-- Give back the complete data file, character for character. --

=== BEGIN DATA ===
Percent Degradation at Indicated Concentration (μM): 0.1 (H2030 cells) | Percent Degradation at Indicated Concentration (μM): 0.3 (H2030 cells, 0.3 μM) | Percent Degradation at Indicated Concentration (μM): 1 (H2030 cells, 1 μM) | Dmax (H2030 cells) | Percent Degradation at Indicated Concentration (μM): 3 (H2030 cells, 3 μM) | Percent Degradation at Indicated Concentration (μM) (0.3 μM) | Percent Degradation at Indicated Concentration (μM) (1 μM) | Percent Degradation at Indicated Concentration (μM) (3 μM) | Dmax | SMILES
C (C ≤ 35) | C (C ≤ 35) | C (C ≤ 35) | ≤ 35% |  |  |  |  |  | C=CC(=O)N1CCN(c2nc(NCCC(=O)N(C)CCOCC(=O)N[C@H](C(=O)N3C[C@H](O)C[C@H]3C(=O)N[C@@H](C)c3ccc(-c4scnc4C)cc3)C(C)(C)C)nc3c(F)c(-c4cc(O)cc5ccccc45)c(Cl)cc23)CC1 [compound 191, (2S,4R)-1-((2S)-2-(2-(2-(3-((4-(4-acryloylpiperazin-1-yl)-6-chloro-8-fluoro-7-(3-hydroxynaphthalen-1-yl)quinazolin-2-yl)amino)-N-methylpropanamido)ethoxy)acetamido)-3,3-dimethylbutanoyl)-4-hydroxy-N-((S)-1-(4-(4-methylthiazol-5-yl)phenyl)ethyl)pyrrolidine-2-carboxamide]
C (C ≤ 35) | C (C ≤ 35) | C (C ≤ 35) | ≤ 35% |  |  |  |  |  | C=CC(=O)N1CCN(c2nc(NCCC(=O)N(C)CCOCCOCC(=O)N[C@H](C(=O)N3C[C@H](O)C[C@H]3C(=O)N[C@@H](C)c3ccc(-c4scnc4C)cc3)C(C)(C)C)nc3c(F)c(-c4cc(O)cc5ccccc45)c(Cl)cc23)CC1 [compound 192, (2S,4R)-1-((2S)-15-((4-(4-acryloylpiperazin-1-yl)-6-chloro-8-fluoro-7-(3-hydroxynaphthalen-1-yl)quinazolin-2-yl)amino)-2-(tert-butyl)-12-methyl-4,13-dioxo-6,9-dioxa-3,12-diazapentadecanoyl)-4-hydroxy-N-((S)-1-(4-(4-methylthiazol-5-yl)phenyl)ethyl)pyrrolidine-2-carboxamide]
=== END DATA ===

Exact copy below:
Percent Degradation at Indicated Concentration (μM): 0.1 (H2030 cells) | Percent Degradation at Indicated Concentration (μM): 0.3 (H2030 cells, 0.3 μM) | Percent Degradation at Indicated Concentration (μM): 1 (H2030 cells, 1 μM) | Dmax (H2030 cells) | Percent Degradation at Indicated Concentration (μM): 3 (H2030 cells, 3 μM) | Percent Degradation at Indicated Concentration (μM) (0.3 μM) | Percent Degradation at Indicated Concentration (μM) (1 μM) | Percent Degradation at Indicated Concentration (μM) (3 μM) | Dmax | SMILES
C (C ≤ 35) | C (C ≤ 35) | C (C ≤ 35) | ≤ 35% |  |  |  |  |  | C=CC(=O)N1CCN(c2nc(NCCC(=O)N(C)CCOCC(=O)N[C@H](C(=O)N3C[C@H](O)C[C@H]3C(=O)N[C@@H](C)c3ccc(-c4scnc4C)cc3)C(C)(C)C)nc3c(F)c(-c4cc(O)cc5ccccc45)c(Cl)cc23)CC1 [compound 191, (2S,4R)-1-((2S)-2-(2-(2-(3-((4-(4-acryloylpiperazin-1-yl)-6-chloro-8-fluoro-7-(3-hydroxynaphthalen-1-yl)quinazolin-2-yl)amino)-N-methylpropanamido)ethoxy)acetamido)-3,3-dimethylbutanoyl)-4-hydroxy-N-((S)-1-(4-(4-methylthiazol-5-yl)phenyl)ethyl)pyrrolidine-2-carboxamide]
C (C ≤ 35) | C (C ≤ 35) | C (C ≤ 35) | ≤ 35% |  |  |  |  |  | C=CC(=O)N1CCN(c2nc(NCCC(=O)N(C)CCOCCOCC(=O)N[C@H](C(=O)N3C[C@H](O)C[C@H]3C(=O)N[C@@H](C)c3ccc(-c4scnc4C)cc3)C(C)(C)C)nc3c(F)c(-c4cc(O)cc5ccccc45)c(Cl)cc23)CC1 [compound 192, (2S,4R)-1-((2S)-15-((4-(4-acryloylpiperazin-1-yl)-6-chloro-8-fluoro-7-(3-hydroxynaphthalen-1-yl)quinazolin-2-yl)amino)-2-(tert-butyl)-12-methyl-4,13-dioxo-6,9-dioxa-3,12-diazapentadecanoyl)-4-hydroxy-N-((S)-1-(4-(4-methylthiazol-5-yl)phenyl)ethyl)pyrrolidine-2-carboxamide]